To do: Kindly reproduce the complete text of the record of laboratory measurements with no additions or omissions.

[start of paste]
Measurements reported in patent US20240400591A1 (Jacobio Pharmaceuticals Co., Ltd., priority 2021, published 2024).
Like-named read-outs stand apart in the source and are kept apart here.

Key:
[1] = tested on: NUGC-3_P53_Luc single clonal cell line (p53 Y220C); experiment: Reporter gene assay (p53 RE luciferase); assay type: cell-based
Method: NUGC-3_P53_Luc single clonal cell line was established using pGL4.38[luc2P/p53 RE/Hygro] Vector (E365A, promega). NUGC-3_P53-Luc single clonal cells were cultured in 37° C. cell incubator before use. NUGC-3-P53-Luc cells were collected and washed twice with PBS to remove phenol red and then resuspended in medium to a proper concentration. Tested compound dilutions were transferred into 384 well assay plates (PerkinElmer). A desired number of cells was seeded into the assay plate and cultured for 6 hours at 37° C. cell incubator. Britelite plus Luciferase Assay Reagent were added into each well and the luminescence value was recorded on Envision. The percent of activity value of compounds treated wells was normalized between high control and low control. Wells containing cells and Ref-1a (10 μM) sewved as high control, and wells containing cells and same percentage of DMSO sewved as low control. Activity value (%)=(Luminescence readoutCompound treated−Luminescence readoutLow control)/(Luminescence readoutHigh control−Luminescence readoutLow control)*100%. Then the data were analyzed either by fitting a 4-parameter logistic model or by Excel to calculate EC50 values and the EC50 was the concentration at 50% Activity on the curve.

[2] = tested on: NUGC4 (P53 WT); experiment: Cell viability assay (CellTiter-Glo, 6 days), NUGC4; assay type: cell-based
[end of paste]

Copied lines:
Measurements reported in patent US20240400591A1 (Jacobio Pharmaceuticals Co., Ltd., priority 2021, published 2024).
Like-named read-outs stand apart in the source and are kept apart here.

Key:
[1] = tested on: NUGC-3_P53_Luc single clonal cell line (p53 Y220C); experiment: Reporter gene assay (p53 RE luciferase); assay type: cell-based
Method: NUGC-3_P53_Luc single clonal cell line was established using pGL4.38[luc2P/p53 RE/Hygro] Vector (E365A, promega). NUGC-3_P53-Luc single clonal cells were cultured in 37° C. cell incubator before use. NUGC-3-P53-Luc cells were collected and washed twice with PBS to remove phenol red and then resuspended in medium to a proper concentration. Tested compound dilutions were transferred into 384 well assay plates (PerkinElmer). A desired number of cells was seeded into the assay plate and cultured for 6 hours at 37° C. cell incubator. Britelite plus Luciferase Assay Reagent were added into each well and the luminescence value was recorded on Envision. The percent of activity value of compounds treated wells was normalized between high control and low control. Wells containing cells and Ref-1a (10 μM) sewved as high control, and wells containing cells and same percentage of DMSO sewved as low control. Activity value (%)=(Luminescence readoutCompound treated−Luminescence readoutLow control)/(Luminescence readoutHigh control−Luminescence readoutLow control)*100%. Then the data were analyzed either by fitting a 4-parameter logistic model or by Excel to calculate EC50 values and the EC50 was the concentration at 50% Activity on the curve.

[2] = tested on: NUGC4 (P53 WT); experiment: Cell viability assay (CellTiter-Glo, 6 days), NUGC4; assay type: cell-based